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102 Killed in Aceh Quake, Mercifully No Tsunami
Shakemap for the 2016 Aceh Earthquake in December 6, 2016.

102 Killed in Aceh Quake, Mercifully No Tsunami

 
 

The Indonesian province of Aceh, on the northwest tip of Sumatra, was shaken before dawn Wednesday by a 6.5 magnitude earthquake. As of Thursday, officials say 102 were killed in the quake and more than 600 injured, 136 severely.

The government has declared a two-week state of emergency for the province and thousands are involved in rescue efforts. Sutopo Nugroho, a spokesman for Indonesia’s national disaster agency, said more than 200 shops and homes had been destroyed, as well as more than two dozen mosques. He also said that casualty numbers were likely to rise as rescue efforts went forward, picking through the rubble of homes and business.

“Now our priority is the search and rescue operation. We have to move so fast to save them,” he said, speaking in Jakarta.

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Search and rescue efforts will be ongoing for about a week, considered the “golden period” with the highest chances of rescuing people from the rubble.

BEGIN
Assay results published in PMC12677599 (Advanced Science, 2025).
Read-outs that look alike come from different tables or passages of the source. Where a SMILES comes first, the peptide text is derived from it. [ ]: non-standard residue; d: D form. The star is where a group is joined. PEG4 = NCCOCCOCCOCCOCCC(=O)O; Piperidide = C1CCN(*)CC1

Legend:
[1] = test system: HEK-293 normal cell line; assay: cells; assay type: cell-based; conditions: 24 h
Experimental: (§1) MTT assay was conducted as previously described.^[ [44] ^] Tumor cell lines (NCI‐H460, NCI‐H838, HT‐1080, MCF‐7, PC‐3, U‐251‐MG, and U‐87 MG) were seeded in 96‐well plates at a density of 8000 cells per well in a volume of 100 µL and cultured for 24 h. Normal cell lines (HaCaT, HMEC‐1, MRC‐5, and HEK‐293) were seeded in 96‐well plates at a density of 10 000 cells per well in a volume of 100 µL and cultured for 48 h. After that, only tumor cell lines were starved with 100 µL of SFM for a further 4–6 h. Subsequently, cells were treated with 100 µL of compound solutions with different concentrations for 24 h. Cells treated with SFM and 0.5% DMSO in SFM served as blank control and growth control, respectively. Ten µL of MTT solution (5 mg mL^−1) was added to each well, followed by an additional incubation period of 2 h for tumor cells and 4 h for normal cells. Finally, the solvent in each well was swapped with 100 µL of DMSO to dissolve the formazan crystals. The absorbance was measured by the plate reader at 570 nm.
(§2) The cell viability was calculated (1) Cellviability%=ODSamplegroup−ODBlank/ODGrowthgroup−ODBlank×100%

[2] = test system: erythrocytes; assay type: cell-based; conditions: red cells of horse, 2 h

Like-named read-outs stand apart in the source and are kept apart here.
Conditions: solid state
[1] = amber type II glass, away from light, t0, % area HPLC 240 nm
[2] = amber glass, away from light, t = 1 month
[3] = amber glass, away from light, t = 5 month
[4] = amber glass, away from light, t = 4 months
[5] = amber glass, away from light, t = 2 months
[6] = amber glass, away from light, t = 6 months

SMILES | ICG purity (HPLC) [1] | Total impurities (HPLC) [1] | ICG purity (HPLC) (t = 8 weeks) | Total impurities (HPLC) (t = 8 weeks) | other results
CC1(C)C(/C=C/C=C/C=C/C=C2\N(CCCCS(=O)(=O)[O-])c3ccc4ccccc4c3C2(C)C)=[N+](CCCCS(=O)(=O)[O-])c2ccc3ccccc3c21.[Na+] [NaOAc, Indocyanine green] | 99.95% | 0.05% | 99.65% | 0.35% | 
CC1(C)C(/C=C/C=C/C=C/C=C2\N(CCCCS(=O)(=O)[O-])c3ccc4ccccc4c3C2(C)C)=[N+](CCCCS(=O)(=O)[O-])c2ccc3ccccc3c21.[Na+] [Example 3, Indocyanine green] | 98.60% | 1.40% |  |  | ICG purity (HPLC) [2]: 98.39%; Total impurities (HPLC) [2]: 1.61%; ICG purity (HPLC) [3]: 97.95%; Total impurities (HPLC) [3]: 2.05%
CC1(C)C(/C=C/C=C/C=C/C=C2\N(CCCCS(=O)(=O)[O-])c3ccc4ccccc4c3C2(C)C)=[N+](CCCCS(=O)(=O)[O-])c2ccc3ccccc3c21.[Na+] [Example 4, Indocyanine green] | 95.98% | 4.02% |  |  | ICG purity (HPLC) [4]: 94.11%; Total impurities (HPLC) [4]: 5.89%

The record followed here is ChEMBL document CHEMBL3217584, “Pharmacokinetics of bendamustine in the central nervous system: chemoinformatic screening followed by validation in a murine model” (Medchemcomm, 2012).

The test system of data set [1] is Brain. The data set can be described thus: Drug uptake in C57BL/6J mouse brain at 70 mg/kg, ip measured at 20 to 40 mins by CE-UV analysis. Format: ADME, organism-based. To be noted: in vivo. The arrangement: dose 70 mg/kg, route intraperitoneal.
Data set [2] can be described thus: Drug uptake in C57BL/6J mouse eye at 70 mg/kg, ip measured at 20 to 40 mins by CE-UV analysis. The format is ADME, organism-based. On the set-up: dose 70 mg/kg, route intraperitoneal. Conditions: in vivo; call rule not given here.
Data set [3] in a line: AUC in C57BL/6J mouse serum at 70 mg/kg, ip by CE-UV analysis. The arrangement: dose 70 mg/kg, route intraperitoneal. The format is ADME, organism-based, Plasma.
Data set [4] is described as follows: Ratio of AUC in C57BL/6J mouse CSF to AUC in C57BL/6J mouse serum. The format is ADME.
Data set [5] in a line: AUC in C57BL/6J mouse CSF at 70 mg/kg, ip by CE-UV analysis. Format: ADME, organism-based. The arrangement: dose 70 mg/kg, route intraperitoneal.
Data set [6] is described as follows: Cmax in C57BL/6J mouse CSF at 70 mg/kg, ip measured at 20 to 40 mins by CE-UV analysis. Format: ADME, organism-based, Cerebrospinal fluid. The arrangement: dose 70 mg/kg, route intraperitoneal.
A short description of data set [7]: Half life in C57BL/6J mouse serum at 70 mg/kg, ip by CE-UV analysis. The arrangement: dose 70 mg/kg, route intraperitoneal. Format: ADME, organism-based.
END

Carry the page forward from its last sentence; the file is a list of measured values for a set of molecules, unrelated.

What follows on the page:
The earthquake, which occurred at a depth of 8.2 km according to the United State Geological Service, is categorized by experts as “shallow.” The closer an earthquake is to the surface, the more violent the effects.

Initial reports placed the quake’s epicenter undersea, though later assessments moved the center about 19 km southeast of Sigli, a town on the northeastern tip of Sumatra. Many in the region were reminded of the earthquake that preceded a devastating tsunami in 2004. That earthquake — a 9.1, the third-largest earthquake on record  — centered off the west coast of Sumatra and triggered a tsunami that killed 170,000 in the province and many thousands more around the Indian ocean basin.

Indonesia President Joko “Jokowi” Widodo visited Aceh on December 8 to hold a meeting with local leaders as well as receive reports from those the government had dispatched immediately after the quake. The region featured a long-running independence insurgency — dubbed the “Aceh Disturbance” by Jakarta — that ended in 2005. The region is a special territory, giving it a greater degree of autonomy.

The northern section of Sumatra is located on what is known as the Burma plate, a minor tectonic plate, that also includes the Andaman and Nicobar Islands. To the west is the massive Indian plate, which is subducting — that is, moving under — the Burma plate. The Sunda Trench, the deepest point in the Indian Ocean, marks the place where the two plates meet.

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